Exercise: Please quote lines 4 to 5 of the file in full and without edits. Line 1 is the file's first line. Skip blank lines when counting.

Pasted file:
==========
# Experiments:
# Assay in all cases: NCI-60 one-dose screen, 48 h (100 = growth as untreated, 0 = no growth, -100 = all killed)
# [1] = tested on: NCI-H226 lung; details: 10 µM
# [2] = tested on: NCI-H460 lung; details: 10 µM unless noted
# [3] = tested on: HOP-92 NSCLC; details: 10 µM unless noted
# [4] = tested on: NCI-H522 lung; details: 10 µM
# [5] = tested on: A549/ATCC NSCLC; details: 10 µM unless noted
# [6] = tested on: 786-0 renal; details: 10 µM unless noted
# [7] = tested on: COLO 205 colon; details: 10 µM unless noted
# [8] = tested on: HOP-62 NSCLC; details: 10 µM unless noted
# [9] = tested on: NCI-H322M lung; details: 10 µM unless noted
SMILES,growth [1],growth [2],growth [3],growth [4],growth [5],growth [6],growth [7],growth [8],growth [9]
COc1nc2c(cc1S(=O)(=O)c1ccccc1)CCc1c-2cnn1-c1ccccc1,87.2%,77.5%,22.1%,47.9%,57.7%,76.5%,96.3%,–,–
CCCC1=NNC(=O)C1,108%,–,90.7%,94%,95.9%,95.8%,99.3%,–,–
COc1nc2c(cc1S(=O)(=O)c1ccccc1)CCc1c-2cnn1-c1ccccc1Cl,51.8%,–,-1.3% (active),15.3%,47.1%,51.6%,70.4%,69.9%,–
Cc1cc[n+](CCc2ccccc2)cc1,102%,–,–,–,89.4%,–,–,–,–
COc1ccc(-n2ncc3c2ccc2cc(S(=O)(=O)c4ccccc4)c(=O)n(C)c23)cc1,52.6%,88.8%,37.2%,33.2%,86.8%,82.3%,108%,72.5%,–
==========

# [2] = tested on: NCI-H460 lung; details: 10 µM unless noted
# [3] = tested on: HOP-92 NSCLC; details: 10 µM unless noted